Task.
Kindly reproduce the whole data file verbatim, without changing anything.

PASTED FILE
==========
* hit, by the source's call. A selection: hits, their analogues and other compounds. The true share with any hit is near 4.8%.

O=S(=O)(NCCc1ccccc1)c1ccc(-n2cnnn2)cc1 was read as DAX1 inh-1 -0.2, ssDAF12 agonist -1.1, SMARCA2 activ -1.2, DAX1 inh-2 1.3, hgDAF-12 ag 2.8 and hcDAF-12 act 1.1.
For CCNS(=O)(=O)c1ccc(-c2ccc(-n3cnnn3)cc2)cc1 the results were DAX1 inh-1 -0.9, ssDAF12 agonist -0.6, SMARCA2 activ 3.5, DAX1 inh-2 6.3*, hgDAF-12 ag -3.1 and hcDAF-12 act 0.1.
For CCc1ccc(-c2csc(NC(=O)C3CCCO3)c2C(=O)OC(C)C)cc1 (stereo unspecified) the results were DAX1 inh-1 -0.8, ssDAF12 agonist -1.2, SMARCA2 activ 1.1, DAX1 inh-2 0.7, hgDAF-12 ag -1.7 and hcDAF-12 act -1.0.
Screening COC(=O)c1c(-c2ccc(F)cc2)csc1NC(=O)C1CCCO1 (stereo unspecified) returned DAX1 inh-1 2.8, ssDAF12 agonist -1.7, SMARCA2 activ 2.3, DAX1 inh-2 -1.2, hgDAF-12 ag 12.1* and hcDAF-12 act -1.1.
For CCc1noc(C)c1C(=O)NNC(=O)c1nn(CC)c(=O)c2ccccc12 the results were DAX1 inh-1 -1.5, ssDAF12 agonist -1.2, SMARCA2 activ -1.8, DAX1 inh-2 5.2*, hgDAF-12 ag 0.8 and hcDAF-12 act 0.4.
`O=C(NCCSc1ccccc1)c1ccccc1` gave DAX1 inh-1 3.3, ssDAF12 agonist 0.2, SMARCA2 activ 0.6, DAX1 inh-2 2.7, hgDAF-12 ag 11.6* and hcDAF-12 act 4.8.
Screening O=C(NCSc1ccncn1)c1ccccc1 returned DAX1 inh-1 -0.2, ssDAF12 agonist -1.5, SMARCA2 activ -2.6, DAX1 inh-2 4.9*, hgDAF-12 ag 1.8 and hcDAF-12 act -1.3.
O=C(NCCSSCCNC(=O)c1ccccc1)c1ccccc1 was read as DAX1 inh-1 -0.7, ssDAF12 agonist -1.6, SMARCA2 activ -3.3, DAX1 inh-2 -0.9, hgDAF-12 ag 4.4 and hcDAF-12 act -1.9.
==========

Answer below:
* hit, by the source's call. A selection: hits, their analogues and other compounds. The true share with any hit is near 4.8%.

O=S(=O)(NCCc1ccccc1)c1ccc(-n2cnnn2)cc1 was read as DAX1 inh-1 -0.2, ssDAF12 agonist -1.1, SMARCA2 activ -1.2, DAX1 inh-2 1.3, hgDAF-12 ag 2.8 and hcDAF-12 act 1.1.
For CCNS(=O)(=O)c1ccc(-c2ccc(-n3cnnn3)cc2)cc1 the results were DAX1 inh-1 -0.9, ssDAF12 agonist -0.6, SMARCA2 activ 3.5, DAX1 inh-2 6.3*, hgDAF-12 ag -3.1 and hcDAF-12 act 0.1.
For CCc1ccc(-c2csc(NC(=O)C3CCCO3)c2C(=O)OC(C)C)cc1 (stereo unspecified) the results were DAX1 inh-1 -0.8, ssDAF12 agonist -1.2, SMARCA2 activ 1.1, DAX1 inh-2 0.7, hgDAF-12 ag -1.7 and hcDAF-12 act -1.0.
Screening COC(=O)c1c(-c2ccc(F)cc2)csc1NC(=O)C1CCCO1 (stereo unspecified) returned DAX1 inh-1 2.8, ssDAF12 agonist -1.7, SMARCA2 activ 2.3, DAX1 inh-2 -1.2, hgDAF-12 ag 12.1* and hcDAF-12 act -1.1.
For CCc1noc(C)c1C(=O)NNC(=O)c1nn(CC)c(=O)c2ccccc12 the results were DAX1 inh-1 -1.5, ssDAF12 agonist -1.2, SMARCA2 activ -1.8, DAX1 inh-2 5.2*, hgDAF-12 ag 0.8 and hcDAF-12 act 0.4.
`O=C(NCCSc1ccccc1)c1ccccc1` gave DAX1 inh-1 3.3, ssDAF12 agonist 0.2, SMARCA2 activ 0.6, DAX1 inh-2 2.7, hgDAF-12 ag 11.6* and hcDAF-12 act 4.8.
Screening O=C(NCSc1ccncn1)c1ccccc1 returned DAX1 inh-1 -0.2, ssDAF12 agonist -1.5, SMARCA2 activ -2.6, DAX1 inh-2 4.9*, hgDAF-12 ag 1.8 and hcDAF-12 act -1.3.
O=C(NCCSSCCNC(=O)c1ccccc1)c1ccccc1 was read as DAX1 inh-1 -0.7, ssDAF12 agonist -1.6, SMARCA2 activ -3.3, DAX1 inh-2 -0.9, hgDAF-12 ag 4.4 and hcDAF-12 act -1.9.